Virtua Fighter 5 Final Showdown is an interesting fighting game that struggles to find a place amongst the best that the genre has to offer. While the training mode is unparalleled in its features and the tutorial is one of the better I have seen, the fighting and presentation is nothing to write home about. Ultimately Virtua Fighter’s best feature is the fact that it is a slightly above average and fully featured fighting game for $15.
Virtua Fighter 5 is a three button 3D fighter. The buttons are kick, guard, and punch. Though they have no strength variation there are different moves that come out depending on the combination of buttons pressed. Further variations can be achieved depending on stick inputs, though there are no quarter circles or dragon punches. The gameplay is highly technical and the move lists are almost comically large. Still the game is fairly easy to play as even basic attacks do a fair amount of damage allowing players to be competitive without spending a ridiculous amount of time in training mode. I found the general fighting to be very satisfying when everything worked out the way I wanted too, but the game lacks spectacle. In a game like UMVC3 the crazy animations and colors make even the most simple combos and moves awesome looking and fun. The spartan presentation of Virtua Fighter makes it a much harder game to appreciate. While I wouldn’t call it a sim or describe it as realistic, the game is highly technical and generally stays away from the more ridiculous designs and effects favored by so many fighting game. Still when you do appreciate what is going on the game can be as much fun as Tekken or Soul Calibur.
The training and tutorial modes that Virtua Fighter offers are by far the game’s greatest strength. In tutorial mode you will learn the basics of fighting games as well as some specific tricks that are useful in Virtua fighter. It’s not as useful or as informative as the one in Skullgirls, but it’s pretty close. Still the actual training mode is excellent. Most importantly it will actually give you frame data, which lets you know if certain attacks are safe or not. There is also a mode that will tell you if you have done the correct inputs for a move or not. All these systems combine to make learning Virtua Fighter a far less daunting task than it would otherwise be.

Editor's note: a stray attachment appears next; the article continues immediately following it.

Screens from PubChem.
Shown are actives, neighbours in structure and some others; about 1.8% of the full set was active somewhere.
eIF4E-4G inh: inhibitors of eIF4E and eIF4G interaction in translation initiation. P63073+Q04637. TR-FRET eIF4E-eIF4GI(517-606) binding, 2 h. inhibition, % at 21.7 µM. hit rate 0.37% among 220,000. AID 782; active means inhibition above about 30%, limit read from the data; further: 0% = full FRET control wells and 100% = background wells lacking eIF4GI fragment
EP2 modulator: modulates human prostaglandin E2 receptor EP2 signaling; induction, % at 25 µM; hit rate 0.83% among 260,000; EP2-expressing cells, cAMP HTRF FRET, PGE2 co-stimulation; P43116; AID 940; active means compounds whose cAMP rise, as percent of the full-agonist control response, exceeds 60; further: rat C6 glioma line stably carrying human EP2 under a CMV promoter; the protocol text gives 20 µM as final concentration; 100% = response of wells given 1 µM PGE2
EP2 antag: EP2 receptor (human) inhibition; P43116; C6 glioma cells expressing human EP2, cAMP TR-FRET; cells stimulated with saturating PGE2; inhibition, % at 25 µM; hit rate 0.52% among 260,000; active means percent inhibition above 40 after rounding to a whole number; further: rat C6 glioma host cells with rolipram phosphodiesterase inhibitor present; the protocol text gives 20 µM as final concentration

There are arcade and mission modes to play through, but these will not take you very long and the true joy of this game is in playing against others. Fortunately the net code is quite excellent and I rarely had any lag and even then only on poor connections. Overall it is an impressive package, especially considering it is only $15, but if you don’t enjoy the fighting system than there is very little for you here.
Virtua Fighter’s presentation is pretty week. The game lacks its own original style. Fighting games usually have some sort of strong connection with their art style, be it the brutal brawls of Mortal Kombat or the high speed anime fights of Blaz Blue. Virtua Fighter’s stages, moves, and characters are all bland. Again this is not to say they are believable, but they lack the imagination and creativity that is so key to the experience of fighting games. Most of the fighters look like extras in a kung fu movie, which isn’t a bad thing necessarily, but it’s hardly a unique and interesting look for a fighting game. Technically the game doesn’t look particularly good either. It looks like a game that came out much earlier in the consoles life cycle, and considering that it is an update of a 2007 game, that isn’t too surprising. The general flatness of the characters adds to the game’s blandness. If the game had a unique art style, some of its technical shortcomings could be forgiven or may not even be apparent. At least the game does perform well, so you will not be frustrated by issues while playing.
Virtua Fighter is a solid fighting system that can be a lot of fun. I really enjoyed pulling off short, but difficult, combos that have a noticeable impact upon your opponents life bar. Even training mode was more fun than usual thanks to the wide array of options and modes. The solid online makes it easy to have fun with both friends and strangers as you don’t need to set up a face-to-face meeting.
The real issue that Virtua Fighter 5 Final Showdown faces is one that it can do little to solve. This is a game that struggles for recognition in a market flooded with excellent fighting games. Virtua Fighter 5 is a decent game that is certainly worth $15, I just don’t think that people will continue to play it for long before they return to their preferred fighters. Still if you are willing to put in some time, you can get a lot out of this solid remake.